Eurovision 2013

“So do you think all the Eurovision Parties in Sydney will always be shit, or do you think they’ll ever get better?”, a friend of mine asked me as we shared a drink last night. She’s from England, she’s attended Eurovision, and for the last few years she’s been living in Sydney. That’s how we met, actually.

“I think the problem is that in Australia we’ve fallen for the UK-mindset about Eurovision. That it’s camp, it’s trashy, it’s tragic, and it’s terrible”, I told her. In many respects, I think the media coverage of Eurovision treats the contest as a bit of a joke. It’s ABBA. It’s Disco Balls. It’s Mardi Gras. It’s all of that “stuff” you laugh at if you want to re-inforce an insular world-view.

Having been to a few of the bigger parties in Sydney over the last few years, I’ve yet to find one that takes the contest seriously. A contest where they don’t rely on the usual cliches about tacky costumes, bad English, and so-called “voting blocks”. The reality of this year’s contest is that Eurovision is generally speaking very slick, sophisticated, and definitely not the “amateur hour” that’s it’s often portrayed to be.

This is particularly the case with this year’s contest hosted by Petra Mede, who I think should be made the permanent host of Eurovision. She’s such a class act. She delivers the script beautifully, but then she can also deliver a wonderful dead-pan remark right off the cuff. For example, when one of the country officials was delivering the votes and was gushing about how good the contest was, she simply said “Oh that’s nice”. And when it was clear next year’s contest would be held in Denmark, she simply said “That’s twenty minutes down the road”.

One of the great highlights of this year’s concert was the interval act. Through a song and dance number, Petra sought to explain Sweden to the rest of the world. Of course, there were lots of jokes about ABBA, IKEA, Vikings, The Muppet Chef (and so on), but there were also some very funny jokes which probably made little sense outside of Scandinavia. The recycling, the queues, not talking on public transport, meatballs “seasoned with a bit of horse”. The bit about milk? It’s because something like 60% of the Swedish population is lactose intolerant, the highest level in the world, apparently. I’ve watched the clip several times now, and every time I watch it, I pick up a new line. Fantastic stuff, which showed the Swedes could laugh at themselves with sophistication.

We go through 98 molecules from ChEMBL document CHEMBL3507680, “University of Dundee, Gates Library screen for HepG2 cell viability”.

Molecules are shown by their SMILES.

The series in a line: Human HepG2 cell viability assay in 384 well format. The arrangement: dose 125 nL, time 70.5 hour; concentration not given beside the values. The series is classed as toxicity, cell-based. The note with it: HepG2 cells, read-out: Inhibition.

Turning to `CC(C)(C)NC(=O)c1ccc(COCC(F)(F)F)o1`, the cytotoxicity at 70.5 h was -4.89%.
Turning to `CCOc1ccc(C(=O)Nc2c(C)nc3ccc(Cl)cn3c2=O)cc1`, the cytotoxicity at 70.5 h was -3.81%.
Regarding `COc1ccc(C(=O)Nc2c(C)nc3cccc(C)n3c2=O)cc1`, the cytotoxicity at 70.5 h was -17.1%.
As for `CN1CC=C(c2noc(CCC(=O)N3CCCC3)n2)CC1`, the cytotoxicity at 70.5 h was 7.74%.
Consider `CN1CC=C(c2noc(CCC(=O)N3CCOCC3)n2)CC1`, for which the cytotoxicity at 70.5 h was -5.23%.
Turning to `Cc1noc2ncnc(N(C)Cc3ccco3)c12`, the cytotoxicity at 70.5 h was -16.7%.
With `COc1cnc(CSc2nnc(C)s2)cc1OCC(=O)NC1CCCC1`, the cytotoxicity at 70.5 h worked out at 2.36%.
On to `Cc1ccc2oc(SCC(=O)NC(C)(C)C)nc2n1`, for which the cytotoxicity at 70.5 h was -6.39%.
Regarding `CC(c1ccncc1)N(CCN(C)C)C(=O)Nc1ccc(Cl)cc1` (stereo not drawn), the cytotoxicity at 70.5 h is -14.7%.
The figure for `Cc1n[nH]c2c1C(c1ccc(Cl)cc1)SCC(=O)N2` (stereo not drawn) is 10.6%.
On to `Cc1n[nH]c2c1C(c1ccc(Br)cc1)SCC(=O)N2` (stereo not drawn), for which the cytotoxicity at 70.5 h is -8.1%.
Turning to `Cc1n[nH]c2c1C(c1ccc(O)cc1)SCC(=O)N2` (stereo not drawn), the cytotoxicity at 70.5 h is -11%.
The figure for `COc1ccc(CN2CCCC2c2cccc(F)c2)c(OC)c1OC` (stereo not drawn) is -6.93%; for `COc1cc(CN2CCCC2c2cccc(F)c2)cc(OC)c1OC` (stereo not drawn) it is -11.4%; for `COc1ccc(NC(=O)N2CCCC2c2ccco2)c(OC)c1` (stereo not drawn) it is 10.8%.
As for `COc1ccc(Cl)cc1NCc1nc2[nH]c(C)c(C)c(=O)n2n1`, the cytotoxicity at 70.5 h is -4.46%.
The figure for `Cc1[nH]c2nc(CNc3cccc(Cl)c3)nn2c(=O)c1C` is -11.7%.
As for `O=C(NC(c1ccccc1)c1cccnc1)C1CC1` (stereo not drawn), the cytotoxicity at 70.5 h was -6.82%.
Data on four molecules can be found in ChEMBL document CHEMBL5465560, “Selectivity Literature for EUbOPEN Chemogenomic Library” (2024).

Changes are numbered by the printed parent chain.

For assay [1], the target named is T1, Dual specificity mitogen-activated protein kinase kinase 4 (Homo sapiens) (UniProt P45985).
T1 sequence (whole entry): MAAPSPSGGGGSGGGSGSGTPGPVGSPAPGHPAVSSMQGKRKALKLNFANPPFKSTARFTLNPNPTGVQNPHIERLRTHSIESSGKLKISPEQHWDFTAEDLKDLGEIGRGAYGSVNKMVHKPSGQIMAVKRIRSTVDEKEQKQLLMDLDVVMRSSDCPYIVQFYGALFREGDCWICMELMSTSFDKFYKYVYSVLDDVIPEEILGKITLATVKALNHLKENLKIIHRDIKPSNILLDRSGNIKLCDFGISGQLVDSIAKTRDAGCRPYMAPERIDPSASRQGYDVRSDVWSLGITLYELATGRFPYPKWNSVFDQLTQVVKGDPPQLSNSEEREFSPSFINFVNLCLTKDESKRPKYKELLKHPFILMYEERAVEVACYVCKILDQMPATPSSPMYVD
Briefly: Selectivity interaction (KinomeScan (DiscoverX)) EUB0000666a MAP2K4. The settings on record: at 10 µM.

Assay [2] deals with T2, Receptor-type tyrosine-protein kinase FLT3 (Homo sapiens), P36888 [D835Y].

The last time I really enjoyed an interval act was when Norway hosted the contest and they staged an international flash mob. In stark contrast to the humour of Petra’s half-time act, this was a beautifully touching moment about Europe coming together in song.

I eschewed the ritual of watching the SBS delayed Sunday night telecast of the Eurovision Song Contest this year and instead got up early to watch the contest live. As the votes from the different countries coming through were beginning to indicate Denmark was probably going to win I faced the dilemma: I couldn’t actually remember the song. In contrast, there were lovely sweet songs like “Tomorrow” by Gianluca Bezzina from Malta and “Love Kills” by Roberto Bellarosa from Belgium; the vocally amazing performance of “It’s My Life” by Romanian counter-tenor, Cezar; and the pop protest, “Marry Me” by Krista Sigfrieds from Finland. Despite the earlier memory-loss, I finally remembered the winning song. It’s quite good, though I doubt it will go down in history as one of the great moments of Eurovision.

Having watched it earlier in the morning, I was able to spend my Sunday in a fairly normal way. I didn’t have to avoid the media all day for spoilers and I didn’t have to sit up until nearly mid-night to find out the results. Personally, I would love to see SBS do what they’ve done with the Academy Awards, The Grammys and so on, and run it live, and then replay it later at night. The media world has changed, and the idea of people having to wait twelve hours to know the results is all a bit silly. They could run the version without commentary at 5am, and then have Sam and Julia on, as per usual on Sunday night. I doubt it would have much of an impact on night-time viewing figures.